If you ever had the occasion to be out early in the morning before the dawn breaks, you will have noticed that the darkest time of night is immediately before dawn. The darkness deepens and becomes more anonymous. If you had never been to the world and never known what a day was, you couldn't possibly imagine how the darkness breaks, how the mystery and color of a new day arrive. Light is incredibly generous, but also gentle. When you attend to the way the dawn comes, you learn how light can coax the dark. The first fingers of light appear on the horizon, and ever so deftly and gradually, they pull the mantle of darkness away from the world. Quietly before you is the mystery of a new dawn, the new day. 
On the one or two days a year when I make the time to go camping the walls and shades have been removed from the scene and a splendid alternative is revealed. I feel like a morning person; I awaken gradually... just as a soft light graces the horizon. The chirping of song birds embroiders a natural threshold that offers me deep restoration. I think there is peace to be found in "natural thresholds" such as the dawn. These thresholds allow the shape of our day to become smooth, for each portion to move fluently into the next and fit together seamlessly (like the scenes of a movie). Integrating our thoughts at the end of such days is rendered an effortless task in the presence of such gentle transitions. I have recently begun to wonder if I am to blame for the daily collisions that occur at the onset of my mornings. That is: "Perhaps it is not the responsibility of the morning to suit my life, but rather it should be the desire of my life to suit the morning."
The film Crash does a profound job of illustrating the hurt and pain that we cause to one another by building up barriers of prejudice. The walls that we construct only hinder us from experiencing the potential beauty that lays dormant within our daily interactions. Through our hard shells we lose the ability to be touched/to feel. Just as the people that we encounter have the capacity to touch us if we allow them to... so do the elements of the natural world. We as a culture have strong-armed the natural world into serving our agendas and have forgotten how to just 'be'. Realizing that this next statement will sound a bit "earthy", the technological advancements that serve our lives of luxury have the keen ability to subdue the voice that lies deep within us. We have forgotten that the experience of raw natural beauty is essential to understanding the clay that forms us.
John O'Donohue continues:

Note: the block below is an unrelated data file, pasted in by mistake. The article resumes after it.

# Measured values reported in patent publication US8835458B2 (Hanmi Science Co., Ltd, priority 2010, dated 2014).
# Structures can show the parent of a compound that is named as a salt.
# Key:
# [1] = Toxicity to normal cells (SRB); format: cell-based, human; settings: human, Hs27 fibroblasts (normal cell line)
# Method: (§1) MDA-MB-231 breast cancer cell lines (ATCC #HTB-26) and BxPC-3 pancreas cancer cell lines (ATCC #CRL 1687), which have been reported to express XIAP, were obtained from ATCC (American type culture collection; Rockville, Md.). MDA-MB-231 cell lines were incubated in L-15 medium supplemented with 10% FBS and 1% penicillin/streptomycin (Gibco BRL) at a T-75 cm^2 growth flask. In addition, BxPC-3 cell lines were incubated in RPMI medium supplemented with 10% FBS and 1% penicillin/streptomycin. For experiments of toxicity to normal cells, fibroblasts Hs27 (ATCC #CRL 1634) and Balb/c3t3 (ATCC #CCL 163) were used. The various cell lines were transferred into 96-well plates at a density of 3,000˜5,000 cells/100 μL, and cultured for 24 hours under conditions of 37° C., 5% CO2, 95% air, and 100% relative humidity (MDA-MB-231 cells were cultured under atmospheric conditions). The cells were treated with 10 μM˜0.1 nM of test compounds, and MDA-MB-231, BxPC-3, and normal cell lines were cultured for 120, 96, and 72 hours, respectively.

It is one of the tragedies of modern culture that we have lost touch with these primal thresholds of nature. The urbanization of modern life has succeeded in exiling us from this fecund kinship with our mother earth. Fashioned from the earth, we are souls in clay form. We need to remain in rhythm with our inner clay voice and longing. Yet this voice is no longer audible in the modern would. We are not even aware of our loss, consequently, the pain of our spiritual exile is more intense in being largely unintelligible. 
At night the lights of our houses come on. Lights that do not arrive gracefully. At the flip of a switch a smoke stack somewhere feeds a harnessed electric fire that throws our world out of balance. The darkness and soft flickering flames that used to embrace us so warmly have been drenched in a harsh, artificial glare of light. We sit alone, with our thoughts crowded out. The noise and images that emerge from our electronic devices drown-out the words that the day has spoken to us. And after the lights have been turned out our walls and window shades keep us hidden from the natural light of dawn... until we rush through the door (back into the Modern World) at a time of our own choosing. In attempt to put lyrical expression to the issues that plague our Modern World: Buildings continue to stretch higher-and-higher, how long and large are the shadows they create and how is the light ever to reach our human-clay?
How are we to rediscover the natural rhythm that lives deep within us? The solution is one. Our Modern World is in a hurry. Slow down... everyone. Receive the natural world.
 Crash, Written and Directed By Paul Haggis, 2004 (Film), braces: Mine
 Anam Cara: A Book of Celtic Wisdom, Written By John O'Donohue, 1997
(quote continued) Anam Cara: A Book of Celtic Wisdom, Written By John O'Donohue, 1997
Bill Hudson # August 20, 2013